To my mind, the watches coming out of Hublot’s partnership with contemporary artist Richard Orlinski have been some of the brand’s most striking. The bold, geometric look manages to be both in keeping with Hublot’s design ethos, while looking on-trend. At the heart of this, Orlinski’s appeal is the facets, which allows the typically blocky case of the Classic Fusion to play with light and shade in intriguing ways. This titanium-cased Alternative Pavé version of the Orlinski takes the faceted concept to the next level by adding 312 finely faceted diamonds into the mix. There are 156 diamonds, set in two rows on the bezel, and a further 156 set into the case. The total weight of the stones is around 2 carats.
The fully set bezel certainly provides a very pretty frame for the skeletonised dial, but for me it’s the rocks on the case that stand out. Seemingly random, alternating facets have been pavé set (giving the watch its name), with the diamond-free titanium surfaces polished to a high, mirror-like shine. The effect is, quite frankly, stunning.
Now, I know stones on watches aren’t to everyone’s taste, and I understand why. Often, the use of diamonds is done in a pretty ho-hum way, typically a row around the bezel which serves to add some flash. That’s not the case with Hublot. Here the diamonds form an integral part of the visual design, accenting the structure and form of the watch in a meaningful way. Add to this the fact that the 45mm case is titanium, and offered on a plain rubber strap, and the Classic Fusion Aerofusion Chronograph Orlinski Titanium Alternative Pavé proves that the art of fusion is alive and well at Hublot.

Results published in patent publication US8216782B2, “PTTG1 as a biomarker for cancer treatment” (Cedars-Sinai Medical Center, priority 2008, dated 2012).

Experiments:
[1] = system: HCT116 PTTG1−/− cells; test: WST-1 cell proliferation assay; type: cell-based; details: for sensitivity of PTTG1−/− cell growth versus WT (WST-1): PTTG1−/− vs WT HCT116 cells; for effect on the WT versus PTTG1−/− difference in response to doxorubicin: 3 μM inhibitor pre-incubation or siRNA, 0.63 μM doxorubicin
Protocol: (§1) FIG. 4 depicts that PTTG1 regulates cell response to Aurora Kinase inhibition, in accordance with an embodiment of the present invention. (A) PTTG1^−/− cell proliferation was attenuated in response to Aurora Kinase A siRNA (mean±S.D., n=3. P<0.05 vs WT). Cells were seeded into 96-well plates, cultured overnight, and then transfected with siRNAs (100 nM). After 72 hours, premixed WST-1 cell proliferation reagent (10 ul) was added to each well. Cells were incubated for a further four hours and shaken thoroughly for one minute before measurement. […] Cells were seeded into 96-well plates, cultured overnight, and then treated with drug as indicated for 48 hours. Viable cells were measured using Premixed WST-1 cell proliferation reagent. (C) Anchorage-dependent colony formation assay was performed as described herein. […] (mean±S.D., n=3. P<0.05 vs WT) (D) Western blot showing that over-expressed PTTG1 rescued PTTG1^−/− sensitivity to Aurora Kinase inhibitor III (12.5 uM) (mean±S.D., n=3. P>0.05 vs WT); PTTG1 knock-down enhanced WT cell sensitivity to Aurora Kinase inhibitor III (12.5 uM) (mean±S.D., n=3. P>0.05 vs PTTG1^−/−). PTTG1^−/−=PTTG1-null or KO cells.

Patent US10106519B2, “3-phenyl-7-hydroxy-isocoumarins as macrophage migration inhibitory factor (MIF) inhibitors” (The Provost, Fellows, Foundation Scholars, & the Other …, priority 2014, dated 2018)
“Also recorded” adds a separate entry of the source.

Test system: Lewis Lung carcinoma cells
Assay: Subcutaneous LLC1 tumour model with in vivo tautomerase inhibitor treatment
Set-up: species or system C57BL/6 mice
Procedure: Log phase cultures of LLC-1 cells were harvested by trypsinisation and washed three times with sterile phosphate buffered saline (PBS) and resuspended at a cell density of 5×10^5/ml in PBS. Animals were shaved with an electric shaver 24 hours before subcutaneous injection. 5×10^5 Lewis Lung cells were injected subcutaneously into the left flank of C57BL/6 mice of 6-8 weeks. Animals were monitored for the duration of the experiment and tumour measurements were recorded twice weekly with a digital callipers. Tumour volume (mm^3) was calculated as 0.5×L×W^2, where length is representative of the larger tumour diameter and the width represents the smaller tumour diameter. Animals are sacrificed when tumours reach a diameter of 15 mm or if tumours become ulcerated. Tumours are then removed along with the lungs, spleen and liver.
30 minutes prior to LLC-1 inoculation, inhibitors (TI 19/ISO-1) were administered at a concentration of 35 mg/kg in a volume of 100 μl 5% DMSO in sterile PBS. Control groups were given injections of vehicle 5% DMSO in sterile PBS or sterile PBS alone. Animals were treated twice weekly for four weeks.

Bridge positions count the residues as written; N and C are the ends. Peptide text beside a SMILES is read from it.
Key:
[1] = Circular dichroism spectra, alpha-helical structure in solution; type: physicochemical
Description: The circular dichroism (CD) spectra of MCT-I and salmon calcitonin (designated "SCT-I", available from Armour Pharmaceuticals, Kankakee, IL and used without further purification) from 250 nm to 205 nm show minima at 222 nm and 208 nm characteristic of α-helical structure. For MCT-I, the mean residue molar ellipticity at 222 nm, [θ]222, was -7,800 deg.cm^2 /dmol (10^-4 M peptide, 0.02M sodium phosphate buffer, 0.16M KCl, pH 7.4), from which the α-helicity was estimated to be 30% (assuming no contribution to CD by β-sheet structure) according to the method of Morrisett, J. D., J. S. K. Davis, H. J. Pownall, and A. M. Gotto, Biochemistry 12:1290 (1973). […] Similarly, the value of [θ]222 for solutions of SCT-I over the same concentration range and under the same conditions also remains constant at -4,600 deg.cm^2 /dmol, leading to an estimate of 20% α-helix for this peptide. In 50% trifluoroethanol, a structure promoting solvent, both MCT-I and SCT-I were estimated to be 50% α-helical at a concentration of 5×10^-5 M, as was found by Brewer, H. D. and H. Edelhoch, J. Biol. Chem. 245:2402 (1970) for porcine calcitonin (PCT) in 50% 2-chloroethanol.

Hublot Classic Fusion Aerofusion Chronograph Orlinski Titanium Alternative Pavé Australian pricing
Hublot Classic Fusion Aerofusion Chronograph Orlinski Titanium Alternative Pavé, $40,600